Bank of England cautious over weak pound’s likely boost to trade

Posted on November 11, 2016

The Bank of England has cast doubt on the idea that the weak pound will lead to a boom in exports, warning that companies will not invest until they know the country’s future terms of trade following the Brexit vote.

Sterling has lost a fifth of its value on a trade-weighted basis during the past year and a similar depreciation when the UK left the European exchange rate mechanism in 1992 provided a significant boost to net trade.

But opinion is divided over whether this year’s fall in the pound will see exports rise and imports fall, as domestic consumers buy British instead. Some economists point to the aftermath of the financial crisis for proof that UK trade flows are insensitive to the value of sterling.

“If devaluation was the great success factor for the UK economy, we should be the most successful economy on earth,” said Andrew Sentance, senior economic adviser at PwC and a former member of the Bank of England’s Monetary Policy Committee, pointing to the fact that the pound was worth $5 before the second world war but has depreciated steadily and significantly since, now trading at about $1.24.

The bank’s current forecast is for exports to grow by 2 per cent in 2017 and 1 per cent in 2018, while imports will increase by 0.25 per cent in 2017 and then shrink by 1 per cent in 2018.

But it noted in its latest inflation report that some manufacturers “are particularly integrated into EU supply chains” and that sectors such as financial services would be “sensitive to any changes in trading arrangements”.

It said: “The depreciation in sterling of 21 per cent over the past year should support UK exports and weigh on imports over coming years. But … there is uncertainty over the magnitude of these effects, and net trade … will be sensitive to how companies anticipate and respond to possible future changes in the United Kingdom’s trading arrangements.”

The UK has become increasingly integrated into global supply chains, with many goods produced using foreign components, which have become more expensive because of sterling weakness.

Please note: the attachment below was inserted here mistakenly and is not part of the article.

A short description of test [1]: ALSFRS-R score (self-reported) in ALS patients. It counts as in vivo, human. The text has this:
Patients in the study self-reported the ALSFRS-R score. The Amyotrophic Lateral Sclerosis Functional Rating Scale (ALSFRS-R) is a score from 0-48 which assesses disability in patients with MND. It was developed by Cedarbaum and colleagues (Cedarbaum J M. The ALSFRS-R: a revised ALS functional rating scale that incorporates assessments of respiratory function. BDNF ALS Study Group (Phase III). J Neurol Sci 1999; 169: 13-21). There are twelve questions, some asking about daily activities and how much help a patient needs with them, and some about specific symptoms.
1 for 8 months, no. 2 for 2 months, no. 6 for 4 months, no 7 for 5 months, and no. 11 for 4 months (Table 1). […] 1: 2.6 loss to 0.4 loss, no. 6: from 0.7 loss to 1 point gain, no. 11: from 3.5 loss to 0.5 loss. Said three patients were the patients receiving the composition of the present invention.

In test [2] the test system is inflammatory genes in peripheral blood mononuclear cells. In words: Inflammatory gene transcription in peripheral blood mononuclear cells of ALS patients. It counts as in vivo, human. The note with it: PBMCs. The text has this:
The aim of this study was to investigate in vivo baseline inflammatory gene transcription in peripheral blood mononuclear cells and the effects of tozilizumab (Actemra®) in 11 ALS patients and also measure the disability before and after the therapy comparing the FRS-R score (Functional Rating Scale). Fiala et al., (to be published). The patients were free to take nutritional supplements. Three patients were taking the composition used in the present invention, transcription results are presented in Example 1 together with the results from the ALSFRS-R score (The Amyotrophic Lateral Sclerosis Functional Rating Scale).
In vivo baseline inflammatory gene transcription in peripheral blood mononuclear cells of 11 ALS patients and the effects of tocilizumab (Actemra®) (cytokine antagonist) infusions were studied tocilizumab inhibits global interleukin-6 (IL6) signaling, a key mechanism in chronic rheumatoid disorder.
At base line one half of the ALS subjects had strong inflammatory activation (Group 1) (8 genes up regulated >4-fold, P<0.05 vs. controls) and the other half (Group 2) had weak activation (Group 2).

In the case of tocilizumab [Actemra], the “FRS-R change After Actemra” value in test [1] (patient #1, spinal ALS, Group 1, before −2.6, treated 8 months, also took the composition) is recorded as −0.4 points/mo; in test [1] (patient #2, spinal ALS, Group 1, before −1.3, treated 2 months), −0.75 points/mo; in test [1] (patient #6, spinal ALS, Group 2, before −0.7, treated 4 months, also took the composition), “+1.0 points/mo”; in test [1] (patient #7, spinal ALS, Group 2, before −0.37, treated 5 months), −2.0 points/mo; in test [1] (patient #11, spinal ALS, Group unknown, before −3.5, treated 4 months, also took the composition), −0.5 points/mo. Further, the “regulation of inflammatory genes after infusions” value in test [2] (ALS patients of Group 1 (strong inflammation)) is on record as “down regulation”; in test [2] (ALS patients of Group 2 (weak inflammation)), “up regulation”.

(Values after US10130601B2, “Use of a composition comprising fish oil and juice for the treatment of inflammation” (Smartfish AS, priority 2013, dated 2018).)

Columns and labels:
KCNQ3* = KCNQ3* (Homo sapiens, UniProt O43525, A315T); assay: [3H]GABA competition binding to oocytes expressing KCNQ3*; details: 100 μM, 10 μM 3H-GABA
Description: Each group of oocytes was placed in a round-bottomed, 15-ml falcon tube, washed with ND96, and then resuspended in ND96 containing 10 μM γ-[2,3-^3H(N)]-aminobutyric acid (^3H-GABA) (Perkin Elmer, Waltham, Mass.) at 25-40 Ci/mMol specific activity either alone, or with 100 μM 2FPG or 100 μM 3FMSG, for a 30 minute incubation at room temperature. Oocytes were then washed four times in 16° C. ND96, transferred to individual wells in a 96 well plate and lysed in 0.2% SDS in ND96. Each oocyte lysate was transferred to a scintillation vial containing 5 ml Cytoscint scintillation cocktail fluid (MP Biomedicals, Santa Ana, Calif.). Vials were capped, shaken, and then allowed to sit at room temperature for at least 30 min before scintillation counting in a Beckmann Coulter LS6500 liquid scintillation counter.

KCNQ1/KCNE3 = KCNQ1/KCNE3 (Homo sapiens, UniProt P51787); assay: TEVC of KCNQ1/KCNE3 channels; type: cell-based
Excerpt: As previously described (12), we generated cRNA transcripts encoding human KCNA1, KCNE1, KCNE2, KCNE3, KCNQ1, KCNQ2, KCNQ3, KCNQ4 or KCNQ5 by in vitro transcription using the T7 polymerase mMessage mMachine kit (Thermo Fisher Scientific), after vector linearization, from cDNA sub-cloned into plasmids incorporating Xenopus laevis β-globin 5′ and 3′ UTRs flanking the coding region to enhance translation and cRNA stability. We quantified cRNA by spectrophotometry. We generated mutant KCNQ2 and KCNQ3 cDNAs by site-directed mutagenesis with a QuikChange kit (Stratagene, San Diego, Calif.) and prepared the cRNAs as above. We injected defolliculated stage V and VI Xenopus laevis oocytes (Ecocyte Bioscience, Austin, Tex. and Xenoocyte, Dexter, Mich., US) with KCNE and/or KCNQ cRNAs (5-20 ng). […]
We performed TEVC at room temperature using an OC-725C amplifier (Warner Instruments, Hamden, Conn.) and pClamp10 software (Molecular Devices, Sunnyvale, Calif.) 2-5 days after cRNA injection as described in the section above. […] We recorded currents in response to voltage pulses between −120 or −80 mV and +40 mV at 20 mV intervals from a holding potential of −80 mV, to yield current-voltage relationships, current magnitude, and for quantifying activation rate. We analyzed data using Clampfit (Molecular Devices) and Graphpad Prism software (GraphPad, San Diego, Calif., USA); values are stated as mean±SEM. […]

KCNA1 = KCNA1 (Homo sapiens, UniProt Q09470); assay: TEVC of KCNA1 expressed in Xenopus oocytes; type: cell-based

Over time there ought to be an incentive for UK companies to look for domestic suppliers instead. But businesses may not be well-placed to step up: the economy has become increasingly specialised in producing high value-added goods and services.

There is also evidence that demand for UK exports is insensitive to price. The UK is more reliant than many other countries on exporting services, rather than goods.

Demand for services seems to be less sensitive to price changes than demand for exported goods and the Office for Budget Responsibility estimates a 10 per cent fall in the relative price of exported services will increase demand by just 2.2 per cent.

“If a fall in the pound leads to a significant rise in exports, you’d expect to see [UK exports relative to world trade] rise after sterling’s fall in 2008-09,” said Chris Dillow, an economics commentator. “But it’s hard to discern any such significant move.”

But it is also possible 2008 was an exception rather than a new rule. The years after 2008 saw very weak growth among the UK’s major trading partners, limiting the potential for export growth and the global financial crisis was a profound shock for one of Britain’s biggest exports: financial services.

If UK exporters are able to “price to market” and leave the foreign currency price of their goods unchanged, they could also receive a bonus in sterling terms. “Those extra revenues will provide firms with the resources to pay higher dividends and wages and/or increase investment,” said Martin Beck of Oxford Economics.

Meanwhile, the demand in the UK for imported services is extremely sensitive to price. One example of these “imported services” is holidays abroad. The weaker pound will encourage “staycations” — the British tourism industry is well positioned to step in as a substitute for holidays farther afield.

But boosting net trade significantly will require companies to make investments — to ramp up production of exportable goods and services and to reposition themselves as producers of currently imported items. Uncertainty on the UK’s future domestic policies, trading relationships and the value of sterling could discourage them from doing so. Business surveys hint this is the case.

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